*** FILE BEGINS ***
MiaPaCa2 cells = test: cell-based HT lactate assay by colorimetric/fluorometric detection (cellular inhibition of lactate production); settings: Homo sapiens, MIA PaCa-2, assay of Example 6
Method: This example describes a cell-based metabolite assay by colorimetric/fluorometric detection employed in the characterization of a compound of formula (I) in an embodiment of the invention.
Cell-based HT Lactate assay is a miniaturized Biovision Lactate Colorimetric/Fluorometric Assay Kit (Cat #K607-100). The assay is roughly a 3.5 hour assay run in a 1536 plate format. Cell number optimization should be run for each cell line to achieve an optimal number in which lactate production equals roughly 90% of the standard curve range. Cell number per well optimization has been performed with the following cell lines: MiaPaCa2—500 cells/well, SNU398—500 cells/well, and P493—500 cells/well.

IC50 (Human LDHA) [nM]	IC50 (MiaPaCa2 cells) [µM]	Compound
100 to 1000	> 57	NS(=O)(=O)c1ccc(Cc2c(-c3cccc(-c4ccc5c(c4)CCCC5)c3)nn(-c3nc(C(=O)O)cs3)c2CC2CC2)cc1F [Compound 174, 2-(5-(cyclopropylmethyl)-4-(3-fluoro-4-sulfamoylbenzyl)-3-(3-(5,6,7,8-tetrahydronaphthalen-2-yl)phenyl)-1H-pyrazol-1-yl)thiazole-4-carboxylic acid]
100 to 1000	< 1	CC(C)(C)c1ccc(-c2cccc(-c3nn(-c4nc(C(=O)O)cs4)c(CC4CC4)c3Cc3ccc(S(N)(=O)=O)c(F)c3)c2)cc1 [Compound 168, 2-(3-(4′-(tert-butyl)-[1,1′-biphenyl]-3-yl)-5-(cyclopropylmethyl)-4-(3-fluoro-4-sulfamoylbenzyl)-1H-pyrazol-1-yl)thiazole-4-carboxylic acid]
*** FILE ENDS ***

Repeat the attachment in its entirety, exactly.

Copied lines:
MiaPaCa2 cells = test: cell-based HT lactate assay by colorimetric/fluorometric detection (cellular inhibition of lactate production); settings: Homo sapiens, MIA PaCa-2, assay of Example 6
Method: This example describes a cell-based metabolite assay by colorimetric/fluorometric detection employed in the characterization of a compound of formula (I) in an embodiment of the invention.
Cell-based HT Lactate assay is a miniaturized Biovision Lactate Colorimetric/Fluorometric Assay Kit (Cat #K607-100). The assay is roughly a 3.5 hour assay run in a 1536 plate format. Cell number optimization should be run for each cell line to achieve an optimal number in which lactate production equals roughly 90% of the standard curve range. Cell number per well optimization has been performed with the following cell lines: MiaPaCa2—500 cells/well, SNU398—500 cells/well, and P493—500 cells/well.

IC50 (Human LDHA) [nM]	IC50 (MiaPaCa2 cells) [µM]	Compound
100 to 1000	> 57	NS(=O)(=O)c1ccc(Cc2c(-c3cccc(-c4ccc5c(c4)CCCC5)c3)nn(-c3nc(C(=O)O)cs3)c2CC2CC2)cc1F [Compound 174, 2-(5-(cyclopropylmethyl)-4-(3-fluoro-4-sulfamoylbenzyl)-3-(3-(5,6,7,8-tetrahydronaphthalen-2-yl)phenyl)-1H-pyrazol-1-yl)thiazole-4-carboxylic acid]
100 to 1000	< 1	CC(C)(C)c1ccc(-c2cccc(-c3nn(-c4nc(C(=O)O)cs4)c(CC4CC4)c3Cc3ccc(S(N)(=O)=O)c(F)c3)c2)cc1 [Compound 168, 2-(3-(4′-(tert-butyl)-[1,1′-biphenyl]-3-yl)-5-(cyclopropylmethyl)-4-(3-fluoro-4-sulfamoylbenzyl)-1H-pyrazol-1-yl)thiazole-4-carboxylic acid]